Speaking in the Vooruit or 'Forwards' Hall in Ghent (East Flanders) Ms Gennez proposed paying bonuses to employees working for companies that do well. She suggested that such employee bonuses should benefit from a special, lower tax regime.
The Flemish socialist leader insisted that bankers should not receive a single euro before the state aid that they enjoyed at the time of the global financial crisis has been repaid.
Ms Gennez also attacked Belgium's largest political party, the New Flemish Alliance or N-VA. She said that the abbreviation stood for "New Flemish Arrogance".
Trade union president Rudy De Leeuw warned that the index - Belgium's automatic linkage between price rises and public sector wages and benefits, was still under threat from the employers. Mr De Leeuw said that the index was crucial in order to retain spending power and remained an absolute priority for the union.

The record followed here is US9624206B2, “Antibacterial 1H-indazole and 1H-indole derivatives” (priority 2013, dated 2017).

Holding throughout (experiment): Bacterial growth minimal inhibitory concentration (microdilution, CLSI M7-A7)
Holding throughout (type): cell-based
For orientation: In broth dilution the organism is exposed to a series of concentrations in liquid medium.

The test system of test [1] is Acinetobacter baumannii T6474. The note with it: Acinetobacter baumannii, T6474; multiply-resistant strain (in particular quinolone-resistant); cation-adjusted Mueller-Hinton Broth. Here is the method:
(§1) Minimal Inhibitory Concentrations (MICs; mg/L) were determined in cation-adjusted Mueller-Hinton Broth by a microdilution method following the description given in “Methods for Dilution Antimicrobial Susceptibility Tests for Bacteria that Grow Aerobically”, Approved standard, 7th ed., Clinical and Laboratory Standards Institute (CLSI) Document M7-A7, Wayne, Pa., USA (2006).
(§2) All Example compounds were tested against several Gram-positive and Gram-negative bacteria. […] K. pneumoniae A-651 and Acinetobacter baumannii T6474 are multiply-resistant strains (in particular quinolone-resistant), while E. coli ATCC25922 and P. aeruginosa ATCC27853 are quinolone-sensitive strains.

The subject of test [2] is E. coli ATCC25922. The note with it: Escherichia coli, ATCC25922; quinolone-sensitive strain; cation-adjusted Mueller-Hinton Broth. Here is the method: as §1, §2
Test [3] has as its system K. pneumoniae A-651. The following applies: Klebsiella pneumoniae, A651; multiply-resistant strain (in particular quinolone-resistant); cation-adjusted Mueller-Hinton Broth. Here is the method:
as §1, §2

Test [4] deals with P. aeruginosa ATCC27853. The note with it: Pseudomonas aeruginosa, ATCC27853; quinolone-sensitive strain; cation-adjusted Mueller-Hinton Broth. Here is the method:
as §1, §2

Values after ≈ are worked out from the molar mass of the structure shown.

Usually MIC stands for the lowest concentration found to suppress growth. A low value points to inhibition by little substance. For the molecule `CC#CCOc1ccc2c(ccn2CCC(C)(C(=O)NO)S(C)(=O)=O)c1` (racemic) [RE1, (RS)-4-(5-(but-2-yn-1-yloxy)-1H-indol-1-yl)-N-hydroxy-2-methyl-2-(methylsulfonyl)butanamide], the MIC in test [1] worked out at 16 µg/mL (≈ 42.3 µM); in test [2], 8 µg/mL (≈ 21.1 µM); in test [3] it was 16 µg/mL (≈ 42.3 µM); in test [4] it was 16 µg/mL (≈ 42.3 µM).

He has calculated that without the index employees and pensioners would be 15% worse off since 2004.
Mr De Leeuw also defended Belgium's social model: "Thanks to this model we've been spared more than neighbouring countries during the economic crisis."
He denied that Belgium's model was too expensive underlining that without social security 40% of the population would live in poverty instead of 16% today.